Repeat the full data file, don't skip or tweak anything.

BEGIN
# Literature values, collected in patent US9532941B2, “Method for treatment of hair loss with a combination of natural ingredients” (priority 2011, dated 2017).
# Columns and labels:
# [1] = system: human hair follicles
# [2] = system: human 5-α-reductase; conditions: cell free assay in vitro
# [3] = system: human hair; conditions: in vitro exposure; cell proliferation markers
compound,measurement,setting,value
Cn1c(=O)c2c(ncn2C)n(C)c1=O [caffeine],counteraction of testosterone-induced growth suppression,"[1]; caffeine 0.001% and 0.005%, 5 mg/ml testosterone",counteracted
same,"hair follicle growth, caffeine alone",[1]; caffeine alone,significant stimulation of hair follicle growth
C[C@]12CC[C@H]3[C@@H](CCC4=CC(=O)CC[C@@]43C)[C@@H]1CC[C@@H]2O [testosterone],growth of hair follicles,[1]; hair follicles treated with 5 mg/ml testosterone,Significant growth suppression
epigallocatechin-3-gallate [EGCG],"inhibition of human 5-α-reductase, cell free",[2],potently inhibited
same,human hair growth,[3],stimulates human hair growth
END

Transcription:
# Literature values, collected in patent US9532941B2, “Method for treatment of hair loss with a combination of natural ingredients” (priority 2011, dated 2017).
# Columns and labels:
# [1] = system: human hair follicles
# [2] = system: human 5-α-reductase; conditions: cell free assay in vitro
# [3] = system: human hair; conditions: in vitro exposure; cell proliferation markers
compound,measurement,setting,value
Cn1c(=O)c2c(ncn2C)n(C)c1=O [caffeine],counteraction of testosterone-induced growth suppression,"[1]; caffeine 0.001% and 0.005%, 5 mg/ml testosterone",counteracted
same,"hair follicle growth, caffeine alone",[1]; caffeine alone,significant stimulation of hair follicle growth
C[C@]12CC[C@H]3[C@@H](CCC4=CC(=O)CC[C@@]43C)[C@@H]1CC[C@@H]2O [testosterone],growth of hair follicles,[1]; hair follicles treated with 5 mg/ml testosterone,Significant growth suppression
epigallocatechin-3-gallate [EGCG],"inhibition of human 5-α-reductase, cell free",[2],potently inhibited
same,human hair growth,[3],stimulates human hair growth